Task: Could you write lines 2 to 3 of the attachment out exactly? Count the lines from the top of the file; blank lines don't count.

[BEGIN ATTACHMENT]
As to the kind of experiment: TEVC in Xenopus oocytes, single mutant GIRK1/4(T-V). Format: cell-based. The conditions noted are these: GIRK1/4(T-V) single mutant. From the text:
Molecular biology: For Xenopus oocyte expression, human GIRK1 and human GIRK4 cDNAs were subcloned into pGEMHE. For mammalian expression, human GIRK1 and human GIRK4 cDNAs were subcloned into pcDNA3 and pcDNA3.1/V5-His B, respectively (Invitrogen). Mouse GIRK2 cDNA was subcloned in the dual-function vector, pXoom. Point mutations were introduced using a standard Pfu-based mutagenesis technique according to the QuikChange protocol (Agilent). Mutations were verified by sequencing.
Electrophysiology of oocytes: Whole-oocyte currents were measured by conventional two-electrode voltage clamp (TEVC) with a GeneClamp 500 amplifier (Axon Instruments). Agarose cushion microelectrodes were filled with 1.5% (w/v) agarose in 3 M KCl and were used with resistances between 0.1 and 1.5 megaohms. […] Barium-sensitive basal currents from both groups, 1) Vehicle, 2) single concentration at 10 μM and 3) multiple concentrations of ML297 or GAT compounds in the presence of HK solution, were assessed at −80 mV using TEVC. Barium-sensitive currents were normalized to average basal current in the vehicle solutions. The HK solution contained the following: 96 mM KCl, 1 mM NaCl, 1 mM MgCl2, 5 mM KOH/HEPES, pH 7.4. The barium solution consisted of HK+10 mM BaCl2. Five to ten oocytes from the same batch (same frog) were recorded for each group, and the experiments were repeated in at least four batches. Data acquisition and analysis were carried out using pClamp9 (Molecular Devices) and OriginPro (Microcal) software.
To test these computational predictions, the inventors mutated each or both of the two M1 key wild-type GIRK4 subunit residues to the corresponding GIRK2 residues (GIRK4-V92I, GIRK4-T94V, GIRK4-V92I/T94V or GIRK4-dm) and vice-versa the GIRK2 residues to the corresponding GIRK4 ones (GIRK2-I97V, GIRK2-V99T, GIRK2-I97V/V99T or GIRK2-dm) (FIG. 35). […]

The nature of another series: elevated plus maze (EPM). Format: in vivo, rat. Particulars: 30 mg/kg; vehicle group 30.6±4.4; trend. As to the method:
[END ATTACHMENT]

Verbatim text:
Molecular biology: For Xenopus oocyte expression, human GIRK1 and human GIRK4 cDNAs were subcloned into pGEMHE. For mammalian expression, human GIRK1 and human GIRK4 cDNAs were subcloned into pcDNA3 and pcDNA3.1/V5-His B, respectively (Invitrogen). Mouse GIRK2 cDNA was subcloned in the dual-function vector, pXoom. Point mutations were introduced using a standard Pfu-based mutagenesis technique according to the QuikChange protocol (Agilent). Mutations were verified by sequencing.
Electrophysiology of oocytes: Whole-oocyte currents were measured by conventional two-electrode voltage clamp (TEVC) with a GeneClamp 500 amplifier (Axon Instruments). Agarose cushion microelectrodes were filled with 1.5% (w/v) agarose in 3 M KCl and were used with resistances between 0.1 and 1.5 megaohms. […] Barium-sensitive basal currents from both groups, 1) Vehicle, 2) single concentration at 10 μM and 3) multiple concentrations of ML297 or GAT compounds in the presence of HK solution, were assessed at −80 mV using TEVC. Barium-sensitive currents were normalized to average basal current in the vehicle solutions. The HK solution contained the following: 96 mM KCl, 1 mM NaCl, 1 mM MgCl2, 5 mM KOH/HEPES, pH 7.4. The barium solution consisted of HK+10 mM BaCl2. Five to ten oocytes from the same batch (same frog) were recorded for each group, and the experiments were repeated in at least four batches. Data acquisition and analysis were carried out using pClamp9 (Molecular Devices) and OriginPro (Microcal) software.